Steady as she goes on several fronts as clear-headed voters give their ticks to more of the same

The Scottish vote threatened the future of the Union Jack and Alf's favourite sofa.

The Scottish vote threatened the future of the Union Jack and Alf’s favourite sofa.

The Grumbles have been relishing the rejoicing among our mates after we Nats put the lefties and pinkos in their place at the general election.

The scribblings of the commentators have gone down well, too.

For example, Tracy Watkins at Stuff is saying:

National leader John Key today faces a simple job of stitching together a new Government after winning a thumping mandate from voters last night.

But recriminations on the other side of the political fence, in Labour, are already unfolding with former leader David Shearer maligning a “tragic” result for the party.

Key and National have been returned to office with an increased 48 per cent of the vote on the night. Labour is left licking its wounds after polling a lowly 24.7 per cent and the Greens have also came up short of their expectations, securing 10 per cent.

Although there are some special votes still to be counted, National on its current numbers could govern alone. Labour, by contrast, faces yet another bruising leadership contest before the year is out.

Basically, the vote reflects the voters’ disinclination to change direction.

More of the same, they said.

The same urge to resist change showed in the Scottish vote on independence.

Scotland has rejected independence following a historically high turnout at yesterday’s referendum. Chief counting officer Mary Pitcaithly has officially announced that the No side won by 55 per cent to 45 per cent.

Clackmannanshire Council was the first local authority to announce its result at around 1.30am. Although nationalists had been predicted to perform well in the area, a surprise majority No vote was declared, setting the tone for the rest of the night.

Unionists celebrated victories in Orkney, the Scottish Borders, East Lothian, Stirling and Midlothian. In Edinburgh, they had a 22 per cent lead of 61 per cent to 39 per cent.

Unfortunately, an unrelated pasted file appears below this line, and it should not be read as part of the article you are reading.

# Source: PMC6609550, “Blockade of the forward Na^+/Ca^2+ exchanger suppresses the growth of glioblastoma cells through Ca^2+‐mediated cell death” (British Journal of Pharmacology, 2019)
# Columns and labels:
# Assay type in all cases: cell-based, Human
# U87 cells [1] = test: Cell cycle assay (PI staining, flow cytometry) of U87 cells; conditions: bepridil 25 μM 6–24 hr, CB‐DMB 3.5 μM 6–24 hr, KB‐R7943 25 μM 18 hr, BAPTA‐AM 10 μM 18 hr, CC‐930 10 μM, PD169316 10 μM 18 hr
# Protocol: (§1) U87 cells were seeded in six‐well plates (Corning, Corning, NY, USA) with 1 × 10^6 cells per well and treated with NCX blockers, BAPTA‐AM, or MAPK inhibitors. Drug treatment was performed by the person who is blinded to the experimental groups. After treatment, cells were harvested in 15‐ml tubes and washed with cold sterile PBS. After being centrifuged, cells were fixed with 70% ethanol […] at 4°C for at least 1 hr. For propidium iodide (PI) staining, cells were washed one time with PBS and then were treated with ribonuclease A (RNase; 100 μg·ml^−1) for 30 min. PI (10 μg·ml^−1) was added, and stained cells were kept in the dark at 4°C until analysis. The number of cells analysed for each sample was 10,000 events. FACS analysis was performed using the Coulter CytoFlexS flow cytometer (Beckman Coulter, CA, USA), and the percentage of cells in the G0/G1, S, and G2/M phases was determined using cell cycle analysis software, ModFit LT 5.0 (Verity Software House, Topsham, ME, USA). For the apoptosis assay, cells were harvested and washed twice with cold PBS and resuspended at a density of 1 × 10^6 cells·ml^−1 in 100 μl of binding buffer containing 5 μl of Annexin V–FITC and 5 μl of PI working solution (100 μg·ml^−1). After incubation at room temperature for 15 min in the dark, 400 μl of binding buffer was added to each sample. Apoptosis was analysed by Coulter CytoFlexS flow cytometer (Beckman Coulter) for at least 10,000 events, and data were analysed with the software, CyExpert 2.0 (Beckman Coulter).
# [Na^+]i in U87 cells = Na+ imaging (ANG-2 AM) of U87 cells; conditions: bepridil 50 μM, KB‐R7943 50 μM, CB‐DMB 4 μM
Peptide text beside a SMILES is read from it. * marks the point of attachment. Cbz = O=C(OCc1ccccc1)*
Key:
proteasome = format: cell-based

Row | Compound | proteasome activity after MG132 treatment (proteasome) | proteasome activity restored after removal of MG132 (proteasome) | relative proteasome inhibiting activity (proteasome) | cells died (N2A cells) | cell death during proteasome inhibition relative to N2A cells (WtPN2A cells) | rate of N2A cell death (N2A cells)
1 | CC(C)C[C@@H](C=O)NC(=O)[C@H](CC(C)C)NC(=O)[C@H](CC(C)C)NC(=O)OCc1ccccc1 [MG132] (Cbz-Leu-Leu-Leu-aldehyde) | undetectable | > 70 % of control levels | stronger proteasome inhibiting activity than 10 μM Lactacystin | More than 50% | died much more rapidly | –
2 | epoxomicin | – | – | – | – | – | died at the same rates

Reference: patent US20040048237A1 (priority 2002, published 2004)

The nationalists won Dundee by 57 per cent and Glasgow by 55 per cent – but this was not high enough to compensate for their performance elsewhere.

Alistair Darling, the leader of the Better Together campaign, said the victory was a “momentous day not only for Scotland but for the United Kingdom as a whole”.

This was particularly good news for the Grumbles, because a Scottish vote for independence would have required a redrawing of the Union Jack and a replacement of some important items of household furniture.

The good people of Fiji opted for more of the same, too.

They have stuck with the devil they know, the fellow who kicked out their previous elected government and ran the show as a military strongman for six years.

THE Fiji First Party remains in the lead with 149,390 candidate votes (57.20 per cent of total votes) recorded from 1053 polling stations around the country.

This official final result was announced by Supervisor of Elections Mohammed Saneem at a press briefing a few minutes ago at the National Tally Centre based at the FMF Gymnasium in Suva.

The Social Democratic Liberal Party (SODELPA) is second with 78,188 candidate votes (29.90 per cent of total votes).

The National Federation Party (NFP) is in third place with 14,427 votes (5.50 per cent); followed by the Peoples Democratic Party (PDP) with 8633 candidate votes (3.30 per cent).

The Fiji Labour Party has, officially, so far 5963 votes (2.30 per cent); followed by One Fiji Party with 3510 candidate votes (1.30 per cent).

It hasn’t been a good week for Labour parties in our neck of the woods.

Oh dear, what a shame, never mind.

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